Graduating from high school. Getting married. Buying your first home. Starting a family.
Transitions can be stressful as well as exciting. Even though some people try their hardest to resist change out of fear, in some cases its inevitable—staying in college forever just because youre a bit scared of whats to come isnt a realistic option!
Although its improving, the current job market is still less than ideal. Stories and reports about college graduates forced to become servers or bartenders due to a lack of jobs are plentiful, but in reality statistics have found that the unemployment rate among people with bachelors degrees is considerably lower than it is for high school graduates.
Whether or not you land your dream job shortly after earning your college degree, there are plenty of changes in store. Getting out of the crowded, smelly dorms and never needing to set foot inside a lecture hall again—for now, anyway—might seem like the best news youve heard all day, but its a good idea to realize that some of the adjustments youll have to make in the upcoming months might be tougher to deal with than others:
If youre able to get an apartment or rental home, congratulations! Moving out on your own can be exhilarating, even if your first place is cramped and crowded. Moving out can also put a serious dent in your savings account. You will most likely have to pay a security deposit along with your first months rent, and lease preparation fees are fairly common, too. Getting the water, electricity and gas turned on involves more than calling up the utility companies and asking nicely. You may be required to submit a deposit along with your request, which can be several hundred dollars—each.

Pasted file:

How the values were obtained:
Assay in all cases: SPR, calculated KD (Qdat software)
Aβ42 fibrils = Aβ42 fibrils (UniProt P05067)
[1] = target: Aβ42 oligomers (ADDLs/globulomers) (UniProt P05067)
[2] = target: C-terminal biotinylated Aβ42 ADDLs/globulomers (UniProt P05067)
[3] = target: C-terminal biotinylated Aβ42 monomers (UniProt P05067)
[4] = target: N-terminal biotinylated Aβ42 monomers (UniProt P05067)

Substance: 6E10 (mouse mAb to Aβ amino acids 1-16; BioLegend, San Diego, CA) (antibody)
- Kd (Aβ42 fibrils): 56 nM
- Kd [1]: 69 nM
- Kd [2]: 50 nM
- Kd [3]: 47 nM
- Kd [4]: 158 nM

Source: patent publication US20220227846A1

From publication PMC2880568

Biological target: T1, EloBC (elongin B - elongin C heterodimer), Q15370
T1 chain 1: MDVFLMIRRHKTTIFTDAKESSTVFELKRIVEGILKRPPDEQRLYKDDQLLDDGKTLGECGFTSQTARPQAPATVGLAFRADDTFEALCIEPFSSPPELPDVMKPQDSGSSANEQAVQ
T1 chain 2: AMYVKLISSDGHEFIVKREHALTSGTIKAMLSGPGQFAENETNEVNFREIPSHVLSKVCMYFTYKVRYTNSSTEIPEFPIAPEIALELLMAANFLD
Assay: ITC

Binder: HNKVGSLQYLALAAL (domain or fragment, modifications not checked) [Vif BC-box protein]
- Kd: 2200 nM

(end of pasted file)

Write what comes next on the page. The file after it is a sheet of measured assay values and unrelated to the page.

If you decide to live with your parents after graduation—even temporarily—youll most likely save a considerable amount of money. You may also need to take your own ego down a peg or two, because eating Moms cooking and sleeping in your old bedroom every night might make you feel like a little kid. If you and your parents set some boundaries from the beginning, the experience might go a bit smoother.
Rent and utilities aside, life itself isnt cheap. Buying and maintaining a reliable automobile, paying for car insurance, filling the car with gas to get to and from work…the list goes on and on. Those campus shuttle busses might not seem so bad anymore!
After spending four or more years studying and preparing for your future career, you probably had a good idea of what the profession would be like—especially if you did an internship or two during college. The truth is, things may not be as rosy and you had hoped. Textbooks dont let you experience the wrath of an angry boss firsthand, nor do they compare to dealing with jealous or lazy colleagues.
Im too busy! is a common excuse among college students, but studies have found that most students dont do a lot of reading, writing and studying—at least not as much as theyd like you to believe. Once you secure full-time employment, youll be expected to work 40 or more hours per week, and it will be tough to unwind after work or on the weekends because youre still thinking about projects and assignments that youre working on in the office.